DynaSport

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With your budget you could get an E-M1ii, a 12-40 2.8 and a macro 60 2.8. I wouldn’t be afraid of used from a reputable source.
 
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Hi and welcome. The 12-40 pro is a tremendous lens, also the 60mm 2.8 macro is another that's tremendous value for money. If I was starting out with m4/3 these are the two I would buy.
 
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Thanks all. Already just from the responses, I see some common threads - first the weakest link is my kit lens, and the consensus is I should get the 12-40 pro. I will definitely get at least that one.

I think previously I shied away from this one as I often depend on automatic focus, but when I do, most of the time I'm already using the 40-150. But another nice thing is if I do replace the camera body, I can give one of my kids the one I have right now with the kit lens.

This is probably a very amateurish question, but my thought was the 45mm fulfills a very similar role to the 60mm. Is this correct? One of the primary reasons I love m43 is the size of it. The fact I can get my camera and two more lenses in a small sack is nice :) I'm trying to avoid lenses with similar functions.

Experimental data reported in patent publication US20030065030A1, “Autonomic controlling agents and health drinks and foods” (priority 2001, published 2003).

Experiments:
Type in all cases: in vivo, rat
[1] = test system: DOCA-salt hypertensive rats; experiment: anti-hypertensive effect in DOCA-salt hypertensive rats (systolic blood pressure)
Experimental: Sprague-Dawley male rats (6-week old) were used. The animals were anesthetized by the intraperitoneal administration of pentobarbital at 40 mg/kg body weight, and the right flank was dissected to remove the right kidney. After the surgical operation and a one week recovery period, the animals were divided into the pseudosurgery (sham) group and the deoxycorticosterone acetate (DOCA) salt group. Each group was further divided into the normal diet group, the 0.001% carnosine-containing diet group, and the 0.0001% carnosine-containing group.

Finally on whether to get the body or not. I may be misreading, but I get the feeling that you all see the lenses as the more important upgrade than the camera. I acknowledge the note about the dial issue -- I wasn't aware of that. So sounds like ultimately I'll need to replace the body anyway. Perhaps a better way of looking at the question - would (did?) you upgrade an E-M1 to an E-M1 MK II? If so, what convinced you the upgrade was worth it?

Also, thanks for the comment about buying used. Frankly, I'm a public servant with four kids and photography is an expensive hobby. So where it makes sense I definitely don't mind going the used route. The used E-M1 is probably the best photography purchase I've made. One of the things holding me back is paying $1400 for a used MK II frame, if the MK III comes out soon, and makes the II $1000 instead. I suppose there's always the risk of that happening. I also have a diopter (https://www.amazon.com/gp/product/B000GUP572) but I've found it a challenge to use effectively.

Appreciate the comments, and please keep them coming...

Dion